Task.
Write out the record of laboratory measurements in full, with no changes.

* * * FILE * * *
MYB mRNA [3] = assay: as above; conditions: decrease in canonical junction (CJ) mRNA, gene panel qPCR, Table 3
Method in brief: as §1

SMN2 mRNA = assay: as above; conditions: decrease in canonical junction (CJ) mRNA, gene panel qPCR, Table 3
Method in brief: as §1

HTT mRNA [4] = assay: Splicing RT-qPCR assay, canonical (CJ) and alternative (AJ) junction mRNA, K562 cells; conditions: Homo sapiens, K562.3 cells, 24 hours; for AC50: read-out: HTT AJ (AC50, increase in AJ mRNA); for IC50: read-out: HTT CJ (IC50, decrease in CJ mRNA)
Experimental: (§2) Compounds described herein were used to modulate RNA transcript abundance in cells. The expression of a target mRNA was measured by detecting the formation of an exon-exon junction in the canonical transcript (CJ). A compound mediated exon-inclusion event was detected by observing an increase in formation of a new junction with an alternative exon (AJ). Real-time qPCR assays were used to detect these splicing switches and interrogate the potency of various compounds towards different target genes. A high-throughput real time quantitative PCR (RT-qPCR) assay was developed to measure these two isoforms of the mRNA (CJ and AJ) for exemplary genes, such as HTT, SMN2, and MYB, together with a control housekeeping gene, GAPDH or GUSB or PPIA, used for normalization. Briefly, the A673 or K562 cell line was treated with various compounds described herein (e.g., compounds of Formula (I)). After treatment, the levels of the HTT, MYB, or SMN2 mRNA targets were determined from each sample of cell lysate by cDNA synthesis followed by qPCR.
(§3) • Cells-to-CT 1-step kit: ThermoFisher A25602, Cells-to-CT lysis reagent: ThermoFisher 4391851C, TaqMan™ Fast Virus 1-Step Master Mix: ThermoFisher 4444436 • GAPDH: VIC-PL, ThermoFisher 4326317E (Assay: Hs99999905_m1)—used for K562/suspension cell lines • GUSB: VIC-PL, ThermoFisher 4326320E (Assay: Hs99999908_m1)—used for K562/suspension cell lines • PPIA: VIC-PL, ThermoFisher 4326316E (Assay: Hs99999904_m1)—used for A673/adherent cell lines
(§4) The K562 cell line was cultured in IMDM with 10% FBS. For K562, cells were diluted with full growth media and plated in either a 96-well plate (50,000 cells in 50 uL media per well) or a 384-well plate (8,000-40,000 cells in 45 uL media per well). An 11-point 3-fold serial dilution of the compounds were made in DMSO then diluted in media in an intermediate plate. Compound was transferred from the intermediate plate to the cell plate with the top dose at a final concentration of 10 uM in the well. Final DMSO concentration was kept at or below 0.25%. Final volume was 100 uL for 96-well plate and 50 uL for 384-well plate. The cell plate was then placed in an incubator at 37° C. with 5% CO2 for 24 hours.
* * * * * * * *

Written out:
MYB mRNA [3] = assay: as above; conditions: decrease in canonical junction (CJ) mRNA, gene panel qPCR, Table 3
Method in brief: as §1

SMN2 mRNA = assay: as above; conditions: decrease in canonical junction (CJ) mRNA, gene panel qPCR, Table 3
Method in brief: as §1

HTT mRNA [4] = assay: Splicing RT-qPCR assay, canonical (CJ) and alternative (AJ) junction mRNA, K562 cells; conditions: Homo sapiens, K562.3 cells, 24 hours; for AC50: read-out: HTT AJ (AC50, increase in AJ mRNA); for IC50: read-out: HTT CJ (IC50, decrease in CJ mRNA)
Experimental: (§2) Compounds described herein were used to modulate RNA transcript abundance in cells. The expression of a target mRNA was measured by detecting the formation of an exon-exon junction in the canonical transcript (CJ). A compound mediated exon-inclusion event was detected by observing an increase in formation of a new junction with an alternative exon (AJ). Real-time qPCR assays were used to detect these splicing switches and interrogate the potency of various compounds towards different target genes. A high-throughput real time quantitative PCR (RT-qPCR) assay was developed to measure these two isoforms of the mRNA (CJ and AJ) for exemplary genes, such as HTT, SMN2, and MYB, together with a control housekeeping gene, GAPDH or GUSB or PPIA, used for normalization. Briefly, the A673 or K562 cell line was treated with various compounds described herein (e.g., compounds of Formula (I)). After treatment, the levels of the HTT, MYB, or SMN2 mRNA targets were determined from each sample of cell lysate by cDNA synthesis followed by qPCR.
(§3) • Cells-to-CT 1-step kit: ThermoFisher A25602, Cells-to-CT lysis reagent: ThermoFisher 4391851C, TaqMan™ Fast Virus 1-Step Master Mix: ThermoFisher 4444436 • GAPDH: VIC-PL, ThermoFisher 4326317E (Assay: Hs99999905_m1)—used for K562/suspension cell lines • GUSB: VIC-PL, ThermoFisher 4326320E (Assay: Hs99999908_m1)—used for K562/suspension cell lines • PPIA: VIC-PL, ThermoFisher 4326316E (Assay: Hs99999904_m1)—used for A673/adherent cell lines
(§4) The K562 cell line was cultured in IMDM with 10% FBS. For K562, cells were diluted with full growth media and plated in either a 96-well plate (50,000 cells in 50 uL media per well) or a 384-well plate (8,000-40,000 cells in 45 uL media per well). An 11-point 3-fold serial dilution of the compounds were made in DMSO then diluted in media in an intermediate plate. Compound was transferred from the intermediate plate to the cell plate with the top dose at a final concentration of 10 uM in the well. Final DMSO concentration was kept at or below 0.25%. Final volume was 100 uL for 96-well plate and 50 uL for 384-well plate. The cell plate was then placed in an incubator at 37° C. with 5% CO2 for 24 hours.